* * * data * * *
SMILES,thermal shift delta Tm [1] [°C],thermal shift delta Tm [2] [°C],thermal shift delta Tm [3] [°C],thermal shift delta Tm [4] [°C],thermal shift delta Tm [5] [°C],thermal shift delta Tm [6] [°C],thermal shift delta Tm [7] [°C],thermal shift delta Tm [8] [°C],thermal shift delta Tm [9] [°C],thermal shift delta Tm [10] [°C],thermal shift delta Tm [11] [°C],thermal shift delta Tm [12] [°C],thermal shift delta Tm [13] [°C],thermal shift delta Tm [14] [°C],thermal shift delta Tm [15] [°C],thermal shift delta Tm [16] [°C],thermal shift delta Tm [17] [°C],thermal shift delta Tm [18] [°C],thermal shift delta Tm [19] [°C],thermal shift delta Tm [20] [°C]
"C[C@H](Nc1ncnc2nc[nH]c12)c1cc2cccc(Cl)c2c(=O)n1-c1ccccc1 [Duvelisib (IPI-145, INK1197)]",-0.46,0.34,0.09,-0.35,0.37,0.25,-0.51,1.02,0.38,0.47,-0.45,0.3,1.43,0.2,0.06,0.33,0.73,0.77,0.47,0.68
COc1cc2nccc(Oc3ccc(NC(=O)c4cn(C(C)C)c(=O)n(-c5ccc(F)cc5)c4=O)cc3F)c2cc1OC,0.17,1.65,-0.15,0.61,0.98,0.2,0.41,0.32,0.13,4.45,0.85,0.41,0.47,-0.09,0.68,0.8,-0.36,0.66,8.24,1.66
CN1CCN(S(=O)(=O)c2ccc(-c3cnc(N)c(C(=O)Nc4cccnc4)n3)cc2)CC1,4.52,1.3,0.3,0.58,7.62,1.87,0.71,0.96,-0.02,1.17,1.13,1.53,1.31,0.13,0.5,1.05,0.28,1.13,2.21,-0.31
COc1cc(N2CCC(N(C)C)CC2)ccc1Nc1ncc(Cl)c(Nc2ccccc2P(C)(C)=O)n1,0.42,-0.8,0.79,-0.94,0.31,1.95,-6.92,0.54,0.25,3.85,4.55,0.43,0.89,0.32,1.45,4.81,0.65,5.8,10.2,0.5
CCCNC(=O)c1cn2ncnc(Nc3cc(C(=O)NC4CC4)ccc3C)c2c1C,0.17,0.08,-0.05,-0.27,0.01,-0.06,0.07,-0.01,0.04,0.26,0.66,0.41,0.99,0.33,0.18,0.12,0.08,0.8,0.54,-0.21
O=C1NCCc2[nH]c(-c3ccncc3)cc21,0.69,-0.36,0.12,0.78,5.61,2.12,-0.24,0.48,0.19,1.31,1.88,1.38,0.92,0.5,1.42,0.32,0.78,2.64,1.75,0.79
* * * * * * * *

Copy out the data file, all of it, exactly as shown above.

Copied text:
SMILES,thermal shift delta Tm [1] [°C],thermal shift delta Tm [2] [°C],thermal shift delta Tm [3] [°C],thermal shift delta Tm [4] [°C],thermal shift delta Tm [5] [°C],thermal shift delta Tm [6] [°C],thermal shift delta Tm [7] [°C],thermal shift delta Tm [8] [°C],thermal shift delta Tm [9] [°C],thermal shift delta Tm [10] [°C],thermal shift delta Tm [11] [°C],thermal shift delta Tm [12] [°C],thermal shift delta Tm [13] [°C],thermal shift delta Tm [14] [°C],thermal shift delta Tm [15] [°C],thermal shift delta Tm [16] [°C],thermal shift delta Tm [17] [°C],thermal shift delta Tm [18] [°C],thermal shift delta Tm [19] [°C],thermal shift delta Tm [20] [°C]
"C[C@H](Nc1ncnc2nc[nH]c12)c1cc2cccc(Cl)c2c(=O)n1-c1ccccc1 [Duvelisib (IPI-145, INK1197)]",-0.46,0.34,0.09,-0.35,0.37,0.25,-0.51,1.02,0.38,0.47,-0.45,0.3,1.43,0.2,0.06,0.33,0.73,0.77,0.47,0.68
COc1cc2nccc(Oc3ccc(NC(=O)c4cn(C(C)C)c(=O)n(-c5ccc(F)cc5)c4=O)cc3F)c2cc1OC,0.17,1.65,-0.15,0.61,0.98,0.2,0.41,0.32,0.13,4.45,0.85,0.41,0.47,-0.09,0.68,0.8,-0.36,0.66,8.24,1.66
CN1CCN(S(=O)(=O)c2ccc(-c3cnc(N)c(C(=O)Nc4cccnc4)n3)cc2)CC1,4.52,1.3,0.3,0.58,7.62,1.87,0.71,0.96,-0.02,1.17,1.13,1.53,1.31,0.13,0.5,1.05,0.28,1.13,2.21,-0.31
COc1cc(N2CCC(N(C)C)CC2)ccc1Nc1ncc(Cl)c(Nc2ccccc2P(C)(C)=O)n1,0.42,-0.8,0.79,-0.94,0.31,1.95,-6.92,0.54,0.25,3.85,4.55,0.43,0.89,0.32,1.45,4.81,0.65,5.8,10.2,0.5
CCCNC(=O)c1cn2ncnc(Nc3cc(C(=O)NC4CC4)ccc3C)c2c1C,0.17,0.08,-0.05,-0.27,0.01,-0.06,0.07,-0.01,0.04,0.26,0.66,0.41,0.99,0.33,0.18,0.12,0.08,0.8,0.54,-0.21
O=C1NCCc2[nH]c(-c3ccncc3)cc21,0.69,-0.36,0.12,0.78,5.61,2.12,-0.24,0.48,0.19,1.31,1.88,1.38,0.92,0.5,1.42,0.32,0.78,2.64,1.75,0.79